12 Instagrammable places in Podgorica

Aytan Akhundova09 February 20213034 views9 min. read
12 Instagrammable places in Podgorica
Europe. Some find it unattractive and depressing, and with its abundance of gray communist apartment buildings and numerous abandoned properties, it's pretty easy to jump to that conclusion. If you compare it with the beauty of some Montenegro cities along the Adriatic coast, such as Budva and Kotor, it is clear why many do not spend much time in Podgorica. Nevertheless, Podgorica is full of Instagrammable surprises, which we will tell you about in this article.

Where is Podgorica located?

podgorica city The city was known as Titograd from 1946 to 1992 - the period when Montenegro formed the Socialist Republic of Montenegro, part of the Socialist Federal Republic of Yugoslavia (SFRY) - in honor of Marshal Josip Broz Tito. The favorable location of Podgorica at the confluence of the Ribnica and Moraca rivers, as well as at the confluence of the fertile Zeta Plain and the Bjelopavlici Valley, contributed to the settlement. The city is close to the winter ski centers in the north and to the seaside resorts on the Adriatic Sea. What to see in Podgorica? From interesting architecture to exciting nightlife, lots of green spaces, and lots of historical Podgorica attractions, Podgorica is the European destination you need to visit when you are in Montenegro.

1. Millennium Bridge

bridge More recently, this stark white piece of modern architecture has been added to the urban landscape, which is now one of the most remarkable sights of Podgorica. The Millennium Bridge, 173 meters long, stretches across the Moraca River. A thoughtful and innovative cable-stayed bridge, it has one main 57-meter pylon, with 12 cables on one side supporting the roadway and 24 cables on the other side acting as a counterweight. The official opening of the bridge took place on July 13, 2005, the National Day of Montenegro, which coincided with the anniversary of the uprising in Montenegro, when the local Communist Party staged an uprising against the occupying Italian troops. The greatest pleasure of the bridge is a slow walk along the footpath (one on each side) for close observation of the cables and personal observation. Another recommended option is to walk along the nearby Moscow Bridge, a pedestrian bridge, or go down to the river to take the bridge in the distance. From any of these locations, you can photograph the entire bridge, seeing how it connects the two banks of the city, as well as capture the river flowing below and the snow-capped mountains in the distance.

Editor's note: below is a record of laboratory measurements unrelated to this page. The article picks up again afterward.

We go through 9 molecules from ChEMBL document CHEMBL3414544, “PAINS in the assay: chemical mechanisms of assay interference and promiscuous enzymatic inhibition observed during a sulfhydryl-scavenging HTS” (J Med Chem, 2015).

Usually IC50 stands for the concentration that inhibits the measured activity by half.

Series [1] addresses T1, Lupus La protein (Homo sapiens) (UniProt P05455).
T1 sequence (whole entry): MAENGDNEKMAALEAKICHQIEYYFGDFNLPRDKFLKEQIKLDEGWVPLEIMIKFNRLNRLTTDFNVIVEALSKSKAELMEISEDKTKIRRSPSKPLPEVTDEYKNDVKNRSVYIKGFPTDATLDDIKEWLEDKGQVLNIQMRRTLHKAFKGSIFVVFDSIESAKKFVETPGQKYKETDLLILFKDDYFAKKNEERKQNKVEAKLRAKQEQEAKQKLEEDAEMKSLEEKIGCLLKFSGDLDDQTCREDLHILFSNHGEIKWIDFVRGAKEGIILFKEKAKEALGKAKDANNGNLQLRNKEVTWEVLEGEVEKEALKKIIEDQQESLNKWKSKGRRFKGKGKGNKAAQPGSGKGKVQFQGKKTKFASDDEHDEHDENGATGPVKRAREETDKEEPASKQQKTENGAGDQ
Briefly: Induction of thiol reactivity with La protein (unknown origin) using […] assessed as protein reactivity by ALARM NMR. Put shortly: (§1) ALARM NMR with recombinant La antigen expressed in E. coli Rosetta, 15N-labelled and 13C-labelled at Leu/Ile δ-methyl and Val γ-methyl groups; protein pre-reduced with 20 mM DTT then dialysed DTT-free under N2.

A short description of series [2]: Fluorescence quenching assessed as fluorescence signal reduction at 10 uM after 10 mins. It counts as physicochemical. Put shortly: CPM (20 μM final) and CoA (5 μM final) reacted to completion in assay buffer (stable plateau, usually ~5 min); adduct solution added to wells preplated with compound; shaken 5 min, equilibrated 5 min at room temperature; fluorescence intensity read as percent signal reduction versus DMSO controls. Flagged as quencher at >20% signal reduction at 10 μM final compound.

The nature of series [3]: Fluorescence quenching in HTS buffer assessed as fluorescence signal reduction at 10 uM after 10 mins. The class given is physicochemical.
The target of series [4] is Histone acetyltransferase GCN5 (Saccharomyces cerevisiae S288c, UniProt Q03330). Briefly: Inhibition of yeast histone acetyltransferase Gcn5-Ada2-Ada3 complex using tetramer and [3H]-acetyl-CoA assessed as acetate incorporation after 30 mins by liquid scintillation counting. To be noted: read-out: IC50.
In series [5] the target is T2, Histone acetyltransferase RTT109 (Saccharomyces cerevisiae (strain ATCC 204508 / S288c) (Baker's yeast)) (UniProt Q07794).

2. Monument to Vladimir Vysotsky

vladimir vysotsky Fans of the strange and unusual will be interested in the monument to Vladimir Vysotsky. Located near the Millennium Bridge, the monument is a gift from the Russians and was installed in 2004. Come and see this Russian singer and songwriter surrounded by a gleaming metal frame, standing barefoot and naked, with a guitar in one hand and raised in a jubilant celebration. Vladimir Vysotsky, a popular Russian artist, tragically died in 1980 at the young age of 43, after years of drug and alcohol use. Although not very well known to the locals, he once visited Montenegro and fell in love with the country (like everyone else). On the plaque of the statue is written a line from one of Vysotsky's poems: "I regret in this life that I do not have two roots, and I can not call Montenegro my second homeland."

3. Independence Square

independence square In 2006, the vast 15,000-square-meter Independence Square was renovated, expanded, and re-paved, decorated with palm trees, and reinforced with water channels and a fountain. Previously, this Instagrammable place was known as Ivan Milutinovic Square, named after an influential communist politician and military general. After Montenegro gained independence in 2006, it was renamed Independence Square. The car-free zone currently hosts political rallies and social events, such as New Year's Eve parties. It is also home to the city library and the state gallery "Art." Sit here for a while and treat yourself to watching some people.

4. Communist apartment blocks

communist apartment Where is Podgorica located is quite a bit in the communist past. The Communist block of apartments in Podgorica is an odd recommendation as something to see, especially considering that there are so many other Podgorica attractions worth visiting in the city. However, it is impossible not to pay attention to the presence of these buildings in Podgorica. A walk through some of the residential neighborhoods not only provides a glimpse into the daily lives of local residents but also brings insight into the somewhat tragic history of the city. During the Second World War, Podgorica was bombed about 70 times and was almost reduced to rubble. More than 4,100 people were killed. Liberated on December 19, 1944, the city experienced rapid growth in the coming years. To accommodate the growing population, several residential and business blocks were built in style typical of the Eastern Bloc countries of the time. While these structures in the style of "Tito" provide the necessary housing, they have been criticized for their dark and gloomy appearance. After the breakup of communist Yugoslavia, there were many urban development projects in Podgorica, including the introduction of more modern buildings and Podgorica attractions, creating an interesting mix of old and new.